Pakistan and the United States have restored full military and intelligence ties after relations hit a low point last year, and Islamabad will take further steps to support a nascent Afghan peace process, Foreign Minister Hina Rabbani Khar said on Wednesday.
“There was a fairly difficult patch and I think we’ve moved away from that into a positive trajectory,” Khar told Reuters in an interview, referring to Pakistani-US relations.
“We are coming closer to developing what could be common positions. We wish to see a responsible transition in Afghanistan.”
Relations between the uneasy allies were severely strained by a series of incidents in 2011. The crisis in ties began when a CIA contractor shot dead two men he suspected of trying to rob him in the city of Lahore.
Months later, US Special Forces killed Osama bin Laden in a raid and kept the Pakistan military in the dark, humiliating the country’s most powerful institution.
Then a Nato air raid killed 24 Pakistani soldiers in Mohmand Agency in November that year.
In response, Pakistan expelled US military trainers and CIA agents and placed limits on the numbers of visas given to US diplomatic personnel.
Pakistan, which relies heavily on American aid, also closed supply routes for trucks carrying supplies to US-led Nato forces in Afghanistan.
Now, Khar said, relations were fully repaired, including military and intelligence contacts.
“We are having very useful, deep conversations with the US,” she said, as the two countries try to find common ground on Afghanistan ahead of the scheduled 2014 pullout.
Both the US and Afghanistan have long regarded Pakistan as an unreliable partner in the drive to bring stability to Afghanistan, accusing Pakistan’s intelligence agency of backing Afghan insurgent groups.
Pakistan denies that.
The government recently released mid-level Afghan Taliban prisoners to help facilitate peace talks between the militant group and the Kabul government — the clearest sign that it was committed to advancing Afghan reconciliation.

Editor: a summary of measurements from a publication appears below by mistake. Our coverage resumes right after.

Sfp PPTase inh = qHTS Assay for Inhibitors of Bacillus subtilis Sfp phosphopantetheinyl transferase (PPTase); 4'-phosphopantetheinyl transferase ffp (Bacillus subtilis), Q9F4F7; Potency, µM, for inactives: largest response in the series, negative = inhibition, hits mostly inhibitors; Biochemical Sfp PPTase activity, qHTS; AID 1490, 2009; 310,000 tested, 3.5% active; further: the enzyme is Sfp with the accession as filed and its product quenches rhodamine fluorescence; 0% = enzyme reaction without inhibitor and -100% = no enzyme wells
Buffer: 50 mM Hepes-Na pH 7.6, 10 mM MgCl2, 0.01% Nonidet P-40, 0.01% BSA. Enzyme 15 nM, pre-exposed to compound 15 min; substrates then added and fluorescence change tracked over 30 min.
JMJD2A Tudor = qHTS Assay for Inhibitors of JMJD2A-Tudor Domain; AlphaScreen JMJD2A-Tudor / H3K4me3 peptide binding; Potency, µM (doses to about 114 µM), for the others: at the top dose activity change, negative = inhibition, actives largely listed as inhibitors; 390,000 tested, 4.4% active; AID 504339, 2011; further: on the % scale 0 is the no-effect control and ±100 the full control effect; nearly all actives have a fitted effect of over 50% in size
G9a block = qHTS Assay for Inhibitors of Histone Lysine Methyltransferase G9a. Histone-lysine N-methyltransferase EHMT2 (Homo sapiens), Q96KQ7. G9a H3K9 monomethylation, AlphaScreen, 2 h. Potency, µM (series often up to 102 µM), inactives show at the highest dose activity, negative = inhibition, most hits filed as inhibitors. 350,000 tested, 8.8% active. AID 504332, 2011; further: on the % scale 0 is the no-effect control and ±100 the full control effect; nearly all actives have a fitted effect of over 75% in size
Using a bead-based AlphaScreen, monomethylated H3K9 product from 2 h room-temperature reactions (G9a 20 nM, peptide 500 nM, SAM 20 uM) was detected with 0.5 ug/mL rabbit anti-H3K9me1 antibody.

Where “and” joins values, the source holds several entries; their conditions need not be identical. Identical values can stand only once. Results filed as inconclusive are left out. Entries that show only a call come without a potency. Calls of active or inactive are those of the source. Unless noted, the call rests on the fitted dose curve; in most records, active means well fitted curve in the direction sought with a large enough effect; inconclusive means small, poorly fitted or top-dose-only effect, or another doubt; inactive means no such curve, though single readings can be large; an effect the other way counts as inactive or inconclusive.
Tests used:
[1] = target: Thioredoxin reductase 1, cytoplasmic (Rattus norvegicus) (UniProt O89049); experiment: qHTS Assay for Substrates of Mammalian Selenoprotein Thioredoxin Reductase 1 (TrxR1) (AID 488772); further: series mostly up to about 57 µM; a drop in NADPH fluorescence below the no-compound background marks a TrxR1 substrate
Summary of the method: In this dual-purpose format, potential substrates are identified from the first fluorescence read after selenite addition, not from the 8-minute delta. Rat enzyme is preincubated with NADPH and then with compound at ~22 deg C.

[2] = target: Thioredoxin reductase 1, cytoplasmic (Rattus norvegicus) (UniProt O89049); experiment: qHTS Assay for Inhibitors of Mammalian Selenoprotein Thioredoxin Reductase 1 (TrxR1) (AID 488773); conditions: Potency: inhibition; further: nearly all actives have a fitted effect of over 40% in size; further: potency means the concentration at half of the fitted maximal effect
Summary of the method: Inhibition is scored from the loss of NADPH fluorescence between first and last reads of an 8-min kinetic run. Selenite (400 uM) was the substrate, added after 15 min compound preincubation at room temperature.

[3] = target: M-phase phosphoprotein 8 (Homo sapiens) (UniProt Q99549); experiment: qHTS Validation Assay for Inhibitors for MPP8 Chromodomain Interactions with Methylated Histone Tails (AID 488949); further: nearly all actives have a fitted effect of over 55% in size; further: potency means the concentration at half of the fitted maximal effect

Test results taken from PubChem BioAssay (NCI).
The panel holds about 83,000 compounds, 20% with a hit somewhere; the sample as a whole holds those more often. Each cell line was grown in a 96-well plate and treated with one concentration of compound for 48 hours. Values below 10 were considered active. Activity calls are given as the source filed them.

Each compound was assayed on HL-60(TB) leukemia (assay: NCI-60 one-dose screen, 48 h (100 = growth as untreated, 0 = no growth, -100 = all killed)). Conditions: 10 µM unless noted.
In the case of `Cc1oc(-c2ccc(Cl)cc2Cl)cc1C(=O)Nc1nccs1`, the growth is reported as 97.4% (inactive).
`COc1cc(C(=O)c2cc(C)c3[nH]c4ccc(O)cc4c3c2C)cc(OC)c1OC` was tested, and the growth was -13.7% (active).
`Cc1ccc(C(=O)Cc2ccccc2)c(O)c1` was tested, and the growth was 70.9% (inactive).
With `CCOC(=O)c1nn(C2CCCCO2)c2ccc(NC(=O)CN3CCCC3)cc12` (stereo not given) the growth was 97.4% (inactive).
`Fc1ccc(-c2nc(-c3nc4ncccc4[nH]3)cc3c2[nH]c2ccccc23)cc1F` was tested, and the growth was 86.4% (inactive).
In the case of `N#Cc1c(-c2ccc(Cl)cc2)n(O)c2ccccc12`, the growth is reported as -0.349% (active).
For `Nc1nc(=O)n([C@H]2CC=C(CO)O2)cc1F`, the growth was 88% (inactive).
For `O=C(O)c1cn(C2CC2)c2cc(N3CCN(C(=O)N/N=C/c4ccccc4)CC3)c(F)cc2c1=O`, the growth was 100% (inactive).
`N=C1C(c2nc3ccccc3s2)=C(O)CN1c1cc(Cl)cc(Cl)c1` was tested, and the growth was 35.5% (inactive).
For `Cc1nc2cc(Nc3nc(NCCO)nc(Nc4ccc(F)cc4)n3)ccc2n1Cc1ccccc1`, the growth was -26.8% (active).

Khar said Islamabad was willing to take further steps but would not say whether that would include releasing senior Afghan Taliban figures, like the former second in command, Mullah Abdul Ghani Baradar.
“I think it is important that we have intensive engagement on what needs to be done,” she said.
Pakistan would also encourage Afghan insurgents to enter into direct talks with President Hamid Karzai’s government. So far, there have been only contacts.
“For us in Pakistan today, the most important capital in the world is Kabul,” said Khar, because instability there could spill over into Pakistan, and fuel its own Taliban insurgency.
She said the Afghan and Pakistan governments were discussing ways to strengthen military cooperation.
Closer ties with India
In addition to improving ties with Afghanistan, Khar said Pakistan also wanted to pursue closer ties with arch-rival India.
“The Pakistani leadership has shown great willingness to move forward, sometimes at the cost of losing some political capital, because sometimes improving ties with India might not be the most popular thing to do,” said Khar.
“We are clear that we want Pakistani-India relations to move forward swiftly,” she said.
Published in The Express Tribune, November 29th, 2012.